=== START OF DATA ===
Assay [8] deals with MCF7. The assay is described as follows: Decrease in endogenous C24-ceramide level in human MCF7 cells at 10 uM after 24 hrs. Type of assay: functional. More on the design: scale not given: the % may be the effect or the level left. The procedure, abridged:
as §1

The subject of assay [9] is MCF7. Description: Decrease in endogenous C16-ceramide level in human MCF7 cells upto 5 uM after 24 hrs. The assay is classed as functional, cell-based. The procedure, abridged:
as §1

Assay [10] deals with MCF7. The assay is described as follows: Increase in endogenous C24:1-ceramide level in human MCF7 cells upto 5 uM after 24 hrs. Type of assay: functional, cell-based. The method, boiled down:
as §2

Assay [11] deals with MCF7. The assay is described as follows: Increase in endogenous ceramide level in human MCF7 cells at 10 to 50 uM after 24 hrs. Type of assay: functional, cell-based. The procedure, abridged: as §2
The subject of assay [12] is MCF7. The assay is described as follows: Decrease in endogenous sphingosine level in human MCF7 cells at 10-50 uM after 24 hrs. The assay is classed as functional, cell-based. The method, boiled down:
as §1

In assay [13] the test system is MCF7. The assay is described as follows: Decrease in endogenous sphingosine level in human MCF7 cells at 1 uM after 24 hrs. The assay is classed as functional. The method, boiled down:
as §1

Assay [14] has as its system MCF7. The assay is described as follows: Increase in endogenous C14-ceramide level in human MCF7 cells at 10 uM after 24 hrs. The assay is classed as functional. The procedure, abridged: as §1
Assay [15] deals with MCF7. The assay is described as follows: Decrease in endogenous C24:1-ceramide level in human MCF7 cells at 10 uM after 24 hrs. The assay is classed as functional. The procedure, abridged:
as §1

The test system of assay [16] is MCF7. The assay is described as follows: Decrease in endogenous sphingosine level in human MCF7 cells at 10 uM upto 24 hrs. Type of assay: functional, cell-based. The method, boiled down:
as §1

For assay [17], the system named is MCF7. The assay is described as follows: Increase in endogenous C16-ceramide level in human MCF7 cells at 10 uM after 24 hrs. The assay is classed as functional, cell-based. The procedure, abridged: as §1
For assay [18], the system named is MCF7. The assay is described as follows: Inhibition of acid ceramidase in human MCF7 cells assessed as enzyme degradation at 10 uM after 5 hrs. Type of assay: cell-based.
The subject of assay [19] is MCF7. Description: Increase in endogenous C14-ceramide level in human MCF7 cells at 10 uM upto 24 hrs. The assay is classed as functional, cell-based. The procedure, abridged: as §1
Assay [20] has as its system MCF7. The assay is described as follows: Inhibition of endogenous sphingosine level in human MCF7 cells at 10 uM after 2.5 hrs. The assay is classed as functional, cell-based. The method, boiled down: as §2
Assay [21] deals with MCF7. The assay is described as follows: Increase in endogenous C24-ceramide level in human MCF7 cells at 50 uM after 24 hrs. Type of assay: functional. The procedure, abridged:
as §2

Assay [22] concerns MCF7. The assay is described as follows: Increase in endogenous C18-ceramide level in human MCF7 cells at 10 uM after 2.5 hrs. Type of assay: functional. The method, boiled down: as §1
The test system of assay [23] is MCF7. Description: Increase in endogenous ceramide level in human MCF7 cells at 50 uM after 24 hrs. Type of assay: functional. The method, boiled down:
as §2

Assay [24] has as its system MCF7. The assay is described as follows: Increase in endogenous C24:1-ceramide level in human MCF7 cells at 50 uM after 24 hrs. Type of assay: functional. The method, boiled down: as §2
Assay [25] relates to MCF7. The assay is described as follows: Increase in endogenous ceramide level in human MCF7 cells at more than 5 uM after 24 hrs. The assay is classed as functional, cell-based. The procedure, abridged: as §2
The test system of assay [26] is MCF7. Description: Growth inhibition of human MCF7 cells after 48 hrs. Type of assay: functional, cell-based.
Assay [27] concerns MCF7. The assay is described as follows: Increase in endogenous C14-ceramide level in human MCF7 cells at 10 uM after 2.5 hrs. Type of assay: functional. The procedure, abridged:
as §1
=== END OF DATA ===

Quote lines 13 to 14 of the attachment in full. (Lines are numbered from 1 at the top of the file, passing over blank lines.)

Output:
Assay [15] deals with MCF7. The assay is described as follows: Decrease in endogenous C24:1-ceramide level in human MCF7 cells at 10 uM after 24 hrs. The assay is classed as functional. The procedure, abridged:
as §1